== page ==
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I don't have time to write much today, but I want to remind you all of this:

Right and wrong have not changed since yesterday. An "accommodation" which goes in the face of that is not an accommodation, it is collusion in a moral wrong which does not gain any innocence by the defense of "I had to" or "those were the orders."

We will all be sorely tried in the months and years which are to come; we will see our fellow citizens and neighbors harmed and harassed, fired and fired upon. To stand up for them will not be easy, nor will it come without a price. We will pay the price, because the price of refusing is measured in lives and in souls.

But I will also tell you this: we will survive. We will, now and always, use every tool at our disposal, to fight and to shelter, to speak and to listen, to think and to act. This country is not, and has never been, the Promised Land; there was never a promise, only what we chose to build out of it. That choice is undiminished today.

I want you to remember, today, the words of Tarfon: "it is not yours to finish the task, but neither are you free to set it aside." We do not stop, we shall not stop, and we shall never surrender our morals.

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I want to hug whoever wrote this.

Or sing along. Either works.

Are Donald J. Trump and Victor Von Doom multiversal cousins? Consider:
- Both name everything they create after themselves
- Both consider -- nay, know -- that they are the pinnacle of human perfection
- Both have legions of robotic servants
- Both wear a mask to cover their faces, which are rumored to be horribly disfigured

The only difference I can tell is that Trump hasn't (yet) been defeated by Squirrel Girl.

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Hidden inside the network protocol that powers the Internet is a system designed to fight a nuclear war, even if Washington were destroyed by a surprise Soviet attack. Today, it mostly powers cat videos.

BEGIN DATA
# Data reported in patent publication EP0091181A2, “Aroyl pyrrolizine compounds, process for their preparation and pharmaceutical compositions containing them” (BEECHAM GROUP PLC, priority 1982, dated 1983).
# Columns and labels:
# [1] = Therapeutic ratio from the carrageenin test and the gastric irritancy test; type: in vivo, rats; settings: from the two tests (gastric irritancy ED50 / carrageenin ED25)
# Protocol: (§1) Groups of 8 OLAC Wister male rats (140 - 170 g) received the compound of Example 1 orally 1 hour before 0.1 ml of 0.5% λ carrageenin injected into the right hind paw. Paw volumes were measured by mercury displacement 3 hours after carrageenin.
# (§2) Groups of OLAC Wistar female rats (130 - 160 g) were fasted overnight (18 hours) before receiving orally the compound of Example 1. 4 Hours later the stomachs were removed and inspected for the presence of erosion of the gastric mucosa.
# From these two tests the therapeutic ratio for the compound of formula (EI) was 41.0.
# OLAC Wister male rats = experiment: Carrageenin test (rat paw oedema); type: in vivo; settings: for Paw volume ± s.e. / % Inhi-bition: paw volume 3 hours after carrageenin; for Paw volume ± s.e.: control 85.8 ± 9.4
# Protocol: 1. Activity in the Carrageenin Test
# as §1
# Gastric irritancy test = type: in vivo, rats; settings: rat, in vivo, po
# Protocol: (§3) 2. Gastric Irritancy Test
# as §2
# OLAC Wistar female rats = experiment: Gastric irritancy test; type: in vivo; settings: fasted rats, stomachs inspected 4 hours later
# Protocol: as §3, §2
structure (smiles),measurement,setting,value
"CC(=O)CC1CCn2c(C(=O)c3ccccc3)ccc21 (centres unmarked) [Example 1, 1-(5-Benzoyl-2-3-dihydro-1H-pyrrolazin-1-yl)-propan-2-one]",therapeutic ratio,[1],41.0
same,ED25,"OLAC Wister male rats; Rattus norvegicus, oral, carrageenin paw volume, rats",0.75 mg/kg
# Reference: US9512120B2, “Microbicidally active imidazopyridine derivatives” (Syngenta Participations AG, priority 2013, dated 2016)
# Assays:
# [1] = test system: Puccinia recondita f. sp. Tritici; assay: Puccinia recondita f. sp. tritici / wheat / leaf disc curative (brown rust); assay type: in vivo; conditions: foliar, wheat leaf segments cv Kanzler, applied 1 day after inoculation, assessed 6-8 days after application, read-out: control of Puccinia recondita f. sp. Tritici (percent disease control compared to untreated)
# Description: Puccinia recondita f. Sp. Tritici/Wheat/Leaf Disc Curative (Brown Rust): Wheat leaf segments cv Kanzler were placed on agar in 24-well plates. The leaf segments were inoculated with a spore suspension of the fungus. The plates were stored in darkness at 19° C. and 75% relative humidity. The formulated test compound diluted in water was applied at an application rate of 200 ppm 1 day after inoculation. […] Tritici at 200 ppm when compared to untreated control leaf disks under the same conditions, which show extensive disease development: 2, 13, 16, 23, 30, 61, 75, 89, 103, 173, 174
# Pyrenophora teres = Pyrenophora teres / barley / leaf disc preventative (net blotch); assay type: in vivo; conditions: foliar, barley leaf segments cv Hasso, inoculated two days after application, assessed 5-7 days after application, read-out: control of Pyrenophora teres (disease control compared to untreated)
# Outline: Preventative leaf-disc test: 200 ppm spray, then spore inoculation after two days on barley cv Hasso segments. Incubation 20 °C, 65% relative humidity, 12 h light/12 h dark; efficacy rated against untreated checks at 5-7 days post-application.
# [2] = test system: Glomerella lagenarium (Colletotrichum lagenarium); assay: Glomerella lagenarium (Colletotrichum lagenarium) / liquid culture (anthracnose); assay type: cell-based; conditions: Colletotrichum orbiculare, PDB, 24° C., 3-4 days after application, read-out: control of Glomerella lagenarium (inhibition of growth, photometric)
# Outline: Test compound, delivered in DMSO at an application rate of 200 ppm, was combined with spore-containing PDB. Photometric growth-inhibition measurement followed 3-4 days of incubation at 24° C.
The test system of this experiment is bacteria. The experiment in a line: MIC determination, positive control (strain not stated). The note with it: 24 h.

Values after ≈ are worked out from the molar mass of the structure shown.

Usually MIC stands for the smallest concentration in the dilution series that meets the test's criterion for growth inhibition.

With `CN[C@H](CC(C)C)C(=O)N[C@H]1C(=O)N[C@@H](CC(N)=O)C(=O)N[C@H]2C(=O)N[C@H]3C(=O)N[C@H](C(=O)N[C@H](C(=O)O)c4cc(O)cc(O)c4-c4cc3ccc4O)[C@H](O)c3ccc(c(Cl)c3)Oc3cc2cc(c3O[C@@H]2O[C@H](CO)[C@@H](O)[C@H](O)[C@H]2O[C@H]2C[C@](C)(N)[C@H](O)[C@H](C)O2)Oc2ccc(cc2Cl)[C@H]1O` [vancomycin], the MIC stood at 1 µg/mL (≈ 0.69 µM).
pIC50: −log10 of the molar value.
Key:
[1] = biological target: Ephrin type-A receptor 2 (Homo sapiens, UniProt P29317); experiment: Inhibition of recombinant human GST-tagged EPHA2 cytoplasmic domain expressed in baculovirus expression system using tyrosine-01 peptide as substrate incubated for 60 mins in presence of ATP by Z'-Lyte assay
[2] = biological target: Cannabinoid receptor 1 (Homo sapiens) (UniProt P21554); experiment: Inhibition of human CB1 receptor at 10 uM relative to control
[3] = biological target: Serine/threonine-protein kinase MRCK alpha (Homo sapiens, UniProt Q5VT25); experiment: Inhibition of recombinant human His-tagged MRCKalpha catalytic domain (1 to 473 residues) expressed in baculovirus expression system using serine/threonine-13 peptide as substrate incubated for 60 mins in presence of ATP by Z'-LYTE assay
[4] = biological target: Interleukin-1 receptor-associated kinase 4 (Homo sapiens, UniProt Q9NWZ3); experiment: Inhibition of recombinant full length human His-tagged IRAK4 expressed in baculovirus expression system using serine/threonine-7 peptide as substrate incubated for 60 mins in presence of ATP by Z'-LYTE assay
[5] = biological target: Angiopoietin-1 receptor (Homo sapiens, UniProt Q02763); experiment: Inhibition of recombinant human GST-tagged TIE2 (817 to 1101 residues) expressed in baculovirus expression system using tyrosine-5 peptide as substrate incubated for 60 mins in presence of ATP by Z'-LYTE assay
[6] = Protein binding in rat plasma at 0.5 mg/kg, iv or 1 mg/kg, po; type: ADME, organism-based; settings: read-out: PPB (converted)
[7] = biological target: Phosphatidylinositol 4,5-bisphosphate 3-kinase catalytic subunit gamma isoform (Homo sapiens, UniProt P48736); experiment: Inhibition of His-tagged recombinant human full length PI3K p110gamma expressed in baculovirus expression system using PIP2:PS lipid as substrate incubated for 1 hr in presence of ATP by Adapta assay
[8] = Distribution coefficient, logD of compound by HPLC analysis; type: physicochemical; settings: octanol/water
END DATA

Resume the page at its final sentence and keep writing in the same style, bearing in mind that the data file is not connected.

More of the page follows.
This is the system of "precedence," the mechanism that lets the network know that some traffic is more urgent than others. While this may seem like a straightforward idea, the levels of the precedence system -- before the "great renaming" which gave them anodyne names like "AF4/1" -- have a very interesting history indeed.

The first four levels came from US Army standards developed during the Korean War: "routine," "priority," "immediate," and "flash." (With flash priority being for messages that had to be sent in real time -- like "messages recalling or diverting friendly aircraft about to bomb targets unexpectedly occupied by friendly forces," which I think you'll agree is something you want people to know about quickly so they'll STOP SHOOTING AT YOU)

The fifth level, "flash override," was developed in the late 1950's -- a special precedence level which only the President and Secretary of Defense (or their deputies, if they were killed) were allowed to use, intended to let them override all other traffic and give the orders to end the world.

On top of this is a sixth level, "CRITIC/ECP." This level was almost entirely forgotten: it was introduced between 1958 and 1963, and then promptly ignored by every generation of documentation afterwards. It remained not quite secret, but never really discussed; a drastic highest priority never used, until mathematical necessity forced its introduction into the Internet Protocol./

The story below is a dive into the rabbit-hole of Cold War planning: how the system designed in secret for the Air Force ultimately ended up powering realtime games and video chat.

The next time you’re streaming an old X-Files episode on Netflix that you’re actually using a mechanism designed to ensure that nuclear war could be reliably fought, even if it had to be done from a modified Boeing 707 after Washington was destroyed. The truth, in this case, is in there.

(Footnote for interested readers: This is, I believe, the first time the entire story, from the military side through to the network side, has been in one place. Many thanks to +Lauren Weinstein, among others, for helping me trace the various threads that led to this.)